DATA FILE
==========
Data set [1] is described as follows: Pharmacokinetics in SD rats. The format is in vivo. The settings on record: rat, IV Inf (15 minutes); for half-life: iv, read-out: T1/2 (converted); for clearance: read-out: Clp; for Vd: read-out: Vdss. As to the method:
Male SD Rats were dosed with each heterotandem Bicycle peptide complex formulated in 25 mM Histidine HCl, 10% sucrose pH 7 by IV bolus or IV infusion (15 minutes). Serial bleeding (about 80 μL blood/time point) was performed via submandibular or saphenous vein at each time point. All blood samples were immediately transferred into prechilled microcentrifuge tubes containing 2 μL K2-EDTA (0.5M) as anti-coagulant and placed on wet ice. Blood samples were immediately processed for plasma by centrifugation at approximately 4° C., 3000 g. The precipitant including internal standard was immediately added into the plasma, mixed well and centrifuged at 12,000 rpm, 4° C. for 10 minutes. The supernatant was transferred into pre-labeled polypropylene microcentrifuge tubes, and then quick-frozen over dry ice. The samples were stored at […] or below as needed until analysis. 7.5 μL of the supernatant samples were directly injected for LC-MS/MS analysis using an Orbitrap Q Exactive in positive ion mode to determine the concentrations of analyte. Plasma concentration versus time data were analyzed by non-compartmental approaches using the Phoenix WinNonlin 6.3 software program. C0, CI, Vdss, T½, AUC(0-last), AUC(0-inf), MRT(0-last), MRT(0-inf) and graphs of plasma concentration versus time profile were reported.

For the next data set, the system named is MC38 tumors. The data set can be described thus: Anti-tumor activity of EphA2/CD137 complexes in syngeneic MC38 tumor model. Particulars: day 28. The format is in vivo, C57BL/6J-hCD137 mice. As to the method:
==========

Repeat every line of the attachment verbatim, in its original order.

Data set [1] is described as follows: Pharmacokinetics in SD rats. The format is in vivo. The settings on record: rat, IV Inf (15 minutes); for half-life: iv, read-out: T1/2 (converted); for clearance: read-out: Clp; for Vd: read-out: Vdss. As to the method:
Male SD Rats were dosed with each heterotandem Bicycle peptide complex formulated in 25 mM Histidine HCl, 10% sucrose pH 7 by IV bolus or IV infusion (15 minutes). Serial bleeding (about 80 μL blood/time point) was performed via submandibular or saphenous vein at each time point. All blood samples were immediately transferred into prechilled microcentrifuge tubes containing 2 μL K2-EDTA (0.5M) as anti-coagulant and placed on wet ice. Blood samples were immediately processed for plasma by centrifugation at approximately 4° C., 3000 g. The precipitant including internal standard was immediately added into the plasma, mixed well and centrifuged at 12,000 rpm, 4° C. for 10 minutes. The supernatant was transferred into pre-labeled polypropylene microcentrifuge tubes, and then quick-frozen over dry ice. The samples were stored at […] or below as needed until analysis. 7.5 μL of the supernatant samples were directly injected for LC-MS/MS analysis using an Orbitrap Q Exactive in positive ion mode to determine the concentrations of analyte. Plasma concentration versus time data were analyzed by non-compartmental approaches using the Phoenix WinNonlin 6.3 software program. C0, CI, Vdss, T½, AUC(0-last), AUC(0-inf), MRT(0-last), MRT(0-inf) and graphs of plasma concentration versus time profile were reported.

For the next data set, the system named is MC38 tumors. The data set can be described thus: Anti-tumor activity of EphA2/CD137 complexes in syngeneic MC38 tumor model. Particulars: day 28. The format is in vivo, C57BL/6J-hCD137 mice. As to the method: